RFLP markers were used to study genetic diversity among California walnut (Juglans regia L.) cultivars and germplasm collected worldwide. 16 of 21 RFLP markers were polymorphic in the 48 walnut accessions tested. Seven RFLP markers permitted unique identification of all walnut cultivars. All genotypes were heterozygous at approximately 20% of the loci for both California and worldwide germplasm. California walnut germplasm contained 65% of the worldwide allelic diversity. Cluster analysis of genetic distance between accessions and principal component analysis of allelic genotypes showed two major groups of walnut domestication. California germplasm was associated with germplasm from France, Central Europe, and Iran, and had less genotypic similarity with germplasm from Nepal, China, Korea, and Japan.
The utility of intersimple sequence repeat (ISSR) markers for identification of English or Persian walnut (Juglans regia L.) cultivars was explored. Four cultivars were screened with 47 ISSR primers; eight of these primers, which generated reproducible and informative data, were selected for further study. Two individuals from each of 48 cultivars, including many currently important in the California walnut industry as well as accessions from Europe and Asia, were then examined with the eight ISSR primers. Polymerase chain reaction (PCR) products were separated on agarose gels and stained with ethidium bromide. Fifty-four bands were scored as present or absent in each cultivar; of these, 31 (57%) were polymorphic among the 48 cultivars. Combined data from the eight ISSR primers provided a unique fingerprint for each of the cultivars tested. Fifteen of the cultivars could be distinguished from all others with just one primer, 31 with a minimum of two primers, and two required three primers. Pairwise genetic distances between the cultivars were calculated and a dendrogram was generated using the neighbor-joining algorithm. Some of the groupings in the dendrogram corresponded to groups which, based on known pedigrees, are genealogically closely related. Others included accessions from diverse genetic and/or geographic origins. These results can be attributed to a combination of the limitations of the ISSR method for inferring genetic relationships, on the one hand, and the complex history of walnut cultivar development involving extensive exchange and breeding of germplasm from different geographic regions, on the other.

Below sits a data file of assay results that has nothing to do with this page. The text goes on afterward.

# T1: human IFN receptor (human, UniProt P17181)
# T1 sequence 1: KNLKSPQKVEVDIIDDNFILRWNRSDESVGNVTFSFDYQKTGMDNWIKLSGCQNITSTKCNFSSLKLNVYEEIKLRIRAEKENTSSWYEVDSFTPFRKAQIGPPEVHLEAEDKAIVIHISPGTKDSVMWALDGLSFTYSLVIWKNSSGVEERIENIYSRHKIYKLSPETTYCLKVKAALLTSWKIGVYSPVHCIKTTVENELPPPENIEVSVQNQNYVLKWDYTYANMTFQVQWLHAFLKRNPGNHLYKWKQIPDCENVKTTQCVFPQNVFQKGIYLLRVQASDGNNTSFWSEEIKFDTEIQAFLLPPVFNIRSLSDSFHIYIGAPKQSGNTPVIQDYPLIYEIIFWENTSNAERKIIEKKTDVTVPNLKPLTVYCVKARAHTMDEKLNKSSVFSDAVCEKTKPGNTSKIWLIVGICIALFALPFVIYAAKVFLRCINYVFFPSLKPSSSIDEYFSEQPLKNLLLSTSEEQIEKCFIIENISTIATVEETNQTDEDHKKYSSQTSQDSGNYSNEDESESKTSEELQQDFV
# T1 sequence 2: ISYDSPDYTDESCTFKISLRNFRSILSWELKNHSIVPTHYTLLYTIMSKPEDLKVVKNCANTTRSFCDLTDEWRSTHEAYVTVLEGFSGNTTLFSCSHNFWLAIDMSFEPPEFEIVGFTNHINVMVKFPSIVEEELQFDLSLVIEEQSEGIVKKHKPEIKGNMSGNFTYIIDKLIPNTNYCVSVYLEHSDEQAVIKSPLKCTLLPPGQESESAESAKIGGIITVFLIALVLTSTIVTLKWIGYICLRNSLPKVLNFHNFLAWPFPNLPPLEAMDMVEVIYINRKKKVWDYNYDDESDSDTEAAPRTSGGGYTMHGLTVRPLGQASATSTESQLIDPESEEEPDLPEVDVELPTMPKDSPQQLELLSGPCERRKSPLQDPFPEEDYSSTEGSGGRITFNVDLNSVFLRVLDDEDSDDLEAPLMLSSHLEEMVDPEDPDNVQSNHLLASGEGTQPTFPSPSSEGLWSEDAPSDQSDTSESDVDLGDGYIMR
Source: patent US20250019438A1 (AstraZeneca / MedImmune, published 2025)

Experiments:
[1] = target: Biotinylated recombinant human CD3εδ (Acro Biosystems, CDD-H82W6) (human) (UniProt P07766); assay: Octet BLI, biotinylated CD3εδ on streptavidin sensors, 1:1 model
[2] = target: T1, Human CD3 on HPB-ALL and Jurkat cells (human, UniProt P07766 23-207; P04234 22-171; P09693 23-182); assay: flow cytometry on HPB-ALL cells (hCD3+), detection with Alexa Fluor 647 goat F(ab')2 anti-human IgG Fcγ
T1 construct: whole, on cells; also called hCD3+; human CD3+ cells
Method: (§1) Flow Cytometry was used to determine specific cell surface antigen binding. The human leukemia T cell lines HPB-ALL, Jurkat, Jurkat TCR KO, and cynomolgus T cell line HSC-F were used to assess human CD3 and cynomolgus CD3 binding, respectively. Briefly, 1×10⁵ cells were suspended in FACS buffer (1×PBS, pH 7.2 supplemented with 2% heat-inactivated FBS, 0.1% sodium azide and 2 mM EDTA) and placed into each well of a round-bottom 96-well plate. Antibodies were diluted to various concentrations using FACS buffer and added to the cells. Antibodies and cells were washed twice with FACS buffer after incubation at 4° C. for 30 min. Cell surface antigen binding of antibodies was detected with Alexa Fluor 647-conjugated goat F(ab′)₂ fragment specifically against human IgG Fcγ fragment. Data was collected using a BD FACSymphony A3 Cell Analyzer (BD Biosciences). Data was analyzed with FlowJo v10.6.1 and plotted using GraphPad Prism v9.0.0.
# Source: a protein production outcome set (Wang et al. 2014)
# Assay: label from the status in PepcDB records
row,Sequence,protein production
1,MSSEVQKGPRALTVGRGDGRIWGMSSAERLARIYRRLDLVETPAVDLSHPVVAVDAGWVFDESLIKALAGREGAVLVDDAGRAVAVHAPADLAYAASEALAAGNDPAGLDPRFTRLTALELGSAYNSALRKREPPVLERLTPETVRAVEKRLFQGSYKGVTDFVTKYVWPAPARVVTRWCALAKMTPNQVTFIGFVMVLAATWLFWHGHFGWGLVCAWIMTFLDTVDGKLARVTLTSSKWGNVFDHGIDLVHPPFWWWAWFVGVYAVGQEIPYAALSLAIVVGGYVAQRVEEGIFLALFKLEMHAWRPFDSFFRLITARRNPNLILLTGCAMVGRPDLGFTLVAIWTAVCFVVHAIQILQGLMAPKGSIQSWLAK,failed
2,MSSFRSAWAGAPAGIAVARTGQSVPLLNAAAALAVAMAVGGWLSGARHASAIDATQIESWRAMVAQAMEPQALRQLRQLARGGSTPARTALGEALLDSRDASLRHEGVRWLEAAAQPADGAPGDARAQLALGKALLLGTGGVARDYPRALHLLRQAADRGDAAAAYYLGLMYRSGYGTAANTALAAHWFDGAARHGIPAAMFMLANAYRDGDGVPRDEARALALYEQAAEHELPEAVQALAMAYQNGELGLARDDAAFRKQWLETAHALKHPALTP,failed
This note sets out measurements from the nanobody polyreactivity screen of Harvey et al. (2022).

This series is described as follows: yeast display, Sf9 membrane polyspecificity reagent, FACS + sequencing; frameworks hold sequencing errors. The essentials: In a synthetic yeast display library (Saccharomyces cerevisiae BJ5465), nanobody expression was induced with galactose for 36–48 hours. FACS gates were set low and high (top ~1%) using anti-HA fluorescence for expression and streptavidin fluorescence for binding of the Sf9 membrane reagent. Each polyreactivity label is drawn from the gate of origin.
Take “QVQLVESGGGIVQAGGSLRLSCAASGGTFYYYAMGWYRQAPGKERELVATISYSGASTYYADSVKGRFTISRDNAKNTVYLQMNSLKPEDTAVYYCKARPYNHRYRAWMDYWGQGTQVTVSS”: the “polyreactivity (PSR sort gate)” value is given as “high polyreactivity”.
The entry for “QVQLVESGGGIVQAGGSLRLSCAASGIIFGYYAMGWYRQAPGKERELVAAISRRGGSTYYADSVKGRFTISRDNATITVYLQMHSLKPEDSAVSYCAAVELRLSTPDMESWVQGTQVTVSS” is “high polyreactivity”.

RFLP markers were used to investigate genetic diversity among California walnut (Juglans regia) cultivars and germplasm collected worldwide. Sixteen of 21 RFLP markers were polymorphic in the 48 walnut accessions tested. RFLP markers were useful for identifying walnut cultivars. All genotypes were heterozygous at ≈20% of the loci for both California and worldwide germplasm. California walnut germplasm contained 60% of the worldwide allelic diversity. Cluster analysis of genetic distance between accessions and principal component analysis of allelic genotypes showed two major groups of walnut domestication. California germplasm was associated with germplasm from France, central Europe, and Iran and had less genotypic similarity with germplasm from Nepal, China, Korea, and Japan.